Friday, April 23, 2010

Chai Ling Baptized

The Underground reported today that former student leader Chai Ling has embraced Christian faith and was baptized over the Easter holiday.

In a lengthy testimony, which is available here, Chai Ling recalled her first encounter with the Bible while still an undergraduate student in Peking University. She also briefly told the story of the movement without going into much details. Curiously, she described her survival as "for some miraculous reason, I survived," without even a hint of the efforts Zhou Dou and Hou Dejian had made to negotiate a peaceful withdraw, or the dramatic voice vote by the student collective led by her former husband Feng Congde. It appears that she only needs to credit her new found Lord now.

Almost a year ago, after being absent from public scene for about a decade, Chai Ling made a high-profile "return to the movement," pledging large donations and active participation. She hasn't been heard much since, other than an ongoing lawsuit against the producers of documentary Gate of Heavenly Peace. In her testimony, she described how Chinese government agents had harassed her family in China for her limited involvement. It was also during that time that she suffered a panic attack and then eventually found God, according to her testimony.

Tuesday, April 20, 2010

Under the Jacaranda Tree Retraces the Days 21 Years Ago

Diane Gatterdam at the Under the Jacaranda Tree blog is currently writing a series posts retracing the 1989 student movement in 1989. From what has so far published for April 15, April 16, April 17, April 18, April 19, and April 20, this will be a very detailed and impressive series.

However, the posts present the events as facts, without links or citation to indicate their sources or basis.

Last year, at the 20th anniversary, this blog had also run a daily chronology of the events. In 2008, this blog ran an almost-daily summarization of reports from the New York Times archives.

Wednesday, April 14, 2010

Premier Wen Jiabao Remembers Hu Yaobang

It's that time of the year again. April 15 marks the death of Hu Yaobang in 1989, which sparked the student movement that year. In the years past, there has only been occasional, but rather scarce mention of this anniversary in the official media in China.

It is therefore quite surprising to see that today's People's Daily carries an article by Premier Wen Jiaobao as a remembrance of Hu Yaobang.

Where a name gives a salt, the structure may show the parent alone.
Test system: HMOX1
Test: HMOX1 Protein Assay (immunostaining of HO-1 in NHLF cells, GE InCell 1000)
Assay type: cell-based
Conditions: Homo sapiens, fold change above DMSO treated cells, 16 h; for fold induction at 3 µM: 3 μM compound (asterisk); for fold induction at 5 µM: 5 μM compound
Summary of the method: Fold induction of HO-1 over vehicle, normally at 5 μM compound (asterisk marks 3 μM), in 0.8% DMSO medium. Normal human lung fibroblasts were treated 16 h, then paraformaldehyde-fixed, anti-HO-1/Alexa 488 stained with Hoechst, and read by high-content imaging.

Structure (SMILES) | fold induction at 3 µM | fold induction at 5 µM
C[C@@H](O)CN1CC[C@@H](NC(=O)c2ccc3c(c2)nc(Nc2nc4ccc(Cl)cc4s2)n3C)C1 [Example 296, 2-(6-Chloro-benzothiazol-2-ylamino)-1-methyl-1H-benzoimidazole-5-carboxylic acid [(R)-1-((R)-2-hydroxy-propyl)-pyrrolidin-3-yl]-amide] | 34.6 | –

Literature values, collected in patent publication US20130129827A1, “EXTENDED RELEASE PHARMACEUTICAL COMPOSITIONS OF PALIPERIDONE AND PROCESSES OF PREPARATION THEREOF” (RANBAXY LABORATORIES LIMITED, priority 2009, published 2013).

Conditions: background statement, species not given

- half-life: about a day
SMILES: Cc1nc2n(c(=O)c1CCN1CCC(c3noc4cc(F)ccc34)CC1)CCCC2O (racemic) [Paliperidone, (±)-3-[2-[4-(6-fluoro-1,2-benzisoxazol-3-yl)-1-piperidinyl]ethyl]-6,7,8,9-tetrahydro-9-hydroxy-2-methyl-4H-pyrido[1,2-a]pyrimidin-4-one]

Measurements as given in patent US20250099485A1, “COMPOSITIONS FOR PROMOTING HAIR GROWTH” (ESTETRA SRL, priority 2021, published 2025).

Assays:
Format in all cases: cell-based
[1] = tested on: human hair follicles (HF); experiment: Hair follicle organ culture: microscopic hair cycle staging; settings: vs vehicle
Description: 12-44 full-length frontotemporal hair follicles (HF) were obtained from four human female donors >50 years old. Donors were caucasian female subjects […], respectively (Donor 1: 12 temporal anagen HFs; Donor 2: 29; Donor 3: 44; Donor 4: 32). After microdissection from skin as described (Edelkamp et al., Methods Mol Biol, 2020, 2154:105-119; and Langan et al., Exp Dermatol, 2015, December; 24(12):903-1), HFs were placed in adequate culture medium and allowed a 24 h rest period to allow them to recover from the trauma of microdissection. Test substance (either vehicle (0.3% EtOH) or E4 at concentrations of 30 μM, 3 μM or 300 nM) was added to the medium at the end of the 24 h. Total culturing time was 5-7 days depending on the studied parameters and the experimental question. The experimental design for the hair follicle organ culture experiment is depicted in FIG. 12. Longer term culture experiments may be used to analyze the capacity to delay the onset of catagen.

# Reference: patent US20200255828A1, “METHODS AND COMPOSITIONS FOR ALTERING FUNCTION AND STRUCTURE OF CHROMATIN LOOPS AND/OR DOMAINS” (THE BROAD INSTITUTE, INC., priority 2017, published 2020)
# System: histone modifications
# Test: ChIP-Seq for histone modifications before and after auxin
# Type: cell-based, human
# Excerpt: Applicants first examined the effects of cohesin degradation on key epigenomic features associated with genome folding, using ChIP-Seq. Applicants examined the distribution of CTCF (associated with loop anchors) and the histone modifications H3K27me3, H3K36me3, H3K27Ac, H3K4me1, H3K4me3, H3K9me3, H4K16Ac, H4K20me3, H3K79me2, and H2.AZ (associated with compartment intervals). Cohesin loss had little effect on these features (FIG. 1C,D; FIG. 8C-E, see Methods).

In the article, Wen Jiabao movingly describes how he was a staff member in Hu Yaobang's entourage when they toured the vast rural areas of China more than 20 years ago. He remembers Hu Yaobang as a man of the people who had worked hard to bring the country out of her desperate poverty.

Quite interestingly, Wen Jiabao mentioned that, "in the January of 1987, after Comrade Yaobang was no longer an important leader of the Party Central, I visited him often." He also claimed that he had always been at Hu Yaobang's side after the latter's heart attack on April 8, 1989 and have been visiting Hu Yaobang's family during the Spring Festival every year since his passing.

It is quite a strong hint on the history of Hu Yaobang's downfall from the sitting Premier.

(An English translation of Wen Jiabao's essay can be read here.)

Thursday, April 8, 2010

Mao's Portrait Defaced Again

The Telegraph confirmed a story that had been circulated on the Internet for a couple of days, that the giant portrait of Chairman Mao on Tiananmen was defaced by a man throwing ink bottles on it on April 5. The man was comprehended but no detail about him or his motive was disclosed. April 5 is the memorial day in Chinese tradition.

During the 1989 student movement, three teachers from Mao's hometown defaced Mao's portrait, creating a temporary but not-so-insignificant side show for the movement. The three men were later sentenced to 16 years, 20 years, and life, respectively. (They have since been released and currently live in America.)

More recently in 2007, a man threw flaming object to the portrait and also managed to cause damage to it.